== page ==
At the end of the year many women find themselves over-indulging in holiday delights that they only eat during that special time. In fact, a lot of us spend the year thinking and talking about those nostalgic family recipes that our palates are awaiting. I always say, “Enjoy … with balance and moderation.”
The average woman gains 12 to 15 pounds in the month of December from making poor decisions about holiday foods. Instead, pick your battles, and partake only of things you don’t usually get to eat. Cookies, chocolates and cupcakes you can get every day, but Aunt Lana’s Italian Strufoli only comes once a year. This should be a year-round attitude and not just applied for the holidays.
What I have seen in the 18 years that I have been a nutritionist is that whenever January comes around, we struggle with getting back on track. Staying on track is challenging; getting back on track is like climbing out of quicksand. Throughout the coming year practice staying on track, and next holiday season will be a piece of cake (or not).
Unfortunately, staying on track, cutting back on sugars and carbs can seem nearly impossible in the beginning of a lifestyle change, and here is why:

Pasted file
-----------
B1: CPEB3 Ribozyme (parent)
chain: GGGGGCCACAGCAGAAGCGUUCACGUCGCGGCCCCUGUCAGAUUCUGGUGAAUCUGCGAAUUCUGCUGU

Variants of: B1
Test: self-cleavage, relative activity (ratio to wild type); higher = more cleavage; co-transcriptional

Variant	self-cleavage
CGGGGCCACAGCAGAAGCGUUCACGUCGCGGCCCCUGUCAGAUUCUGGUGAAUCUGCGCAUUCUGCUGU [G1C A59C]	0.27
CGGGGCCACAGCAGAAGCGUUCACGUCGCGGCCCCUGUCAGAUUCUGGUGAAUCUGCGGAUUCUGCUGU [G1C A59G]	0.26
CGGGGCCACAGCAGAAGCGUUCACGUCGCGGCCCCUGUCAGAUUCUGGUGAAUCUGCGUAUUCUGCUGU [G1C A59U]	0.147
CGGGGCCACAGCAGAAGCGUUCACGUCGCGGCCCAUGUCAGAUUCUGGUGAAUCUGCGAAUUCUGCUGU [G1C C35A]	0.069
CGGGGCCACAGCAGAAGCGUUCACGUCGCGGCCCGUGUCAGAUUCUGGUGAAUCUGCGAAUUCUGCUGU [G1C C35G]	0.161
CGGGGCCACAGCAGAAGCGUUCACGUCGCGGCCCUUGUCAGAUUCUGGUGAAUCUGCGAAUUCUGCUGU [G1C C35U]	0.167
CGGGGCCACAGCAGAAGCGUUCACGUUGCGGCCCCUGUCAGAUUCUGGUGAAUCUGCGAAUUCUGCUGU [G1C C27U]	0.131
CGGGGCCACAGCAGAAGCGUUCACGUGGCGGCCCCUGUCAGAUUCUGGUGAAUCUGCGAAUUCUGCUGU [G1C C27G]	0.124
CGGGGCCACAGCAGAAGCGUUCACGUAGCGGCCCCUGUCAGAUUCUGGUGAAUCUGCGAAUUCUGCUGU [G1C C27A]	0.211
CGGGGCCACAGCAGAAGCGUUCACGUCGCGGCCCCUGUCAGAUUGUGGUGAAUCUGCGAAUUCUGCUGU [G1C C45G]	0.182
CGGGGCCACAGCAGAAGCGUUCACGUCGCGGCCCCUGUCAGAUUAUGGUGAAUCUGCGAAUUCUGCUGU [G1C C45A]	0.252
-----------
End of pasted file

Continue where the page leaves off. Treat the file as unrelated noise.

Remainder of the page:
Binge or “stress” eating boosts our levels of serotonin, which is a neurotransmitter that makes us feel good and gives us a fake high. The intake of foods full of carbohydrates and sugars stimulates insulin production, which lowers blood sugar levels. These lower blood sugar levels keep us yearning for that “fix” satisfied by more sugar (i.e., chocolate, ice cream, frappuccinos, bread, chips, etc.)
Our ammunition to combat this dilemma is more complex carbohydrate foods, rich in tryptophan, which creates more healthy serotonin and insulin levels.
The goal is to increase our serotonin-building foods with good carbohydrates that create balanced blood sugar. This promotes “feeling good” with a healthy lifestyle that includes more energy, a peaceful mood, better sleep, weight loss and enhanced quality of life.
Additional facts on serotonin:
• Serotonin is one of the most important feel-good neurotransmitters.
• It’s been called the “happy molecule” for the role it plays on positive mood.
• Serotonin regulates mood, social behavior, libido, sleep, memory, digestion, learning and mental well-being.
• 90 percent of serotonin is made in the gut.
A healthy, balanced lifestyle is the main goal, but not always the answer all by itself. Some women face depression, anxiety and insomnia. In my healing center we look at the underlying causes and address the long- term positive outcomes to help heal the brain.
Remember, there are patterns and connections in our whole body system, and the key is to understand the system, not the illness itself. We are all uniquely biochemically different, and there is no one-size-fits-all remedy.
By KAY SPEARS, CERTIFIED CLINICAL NUTRITIONIST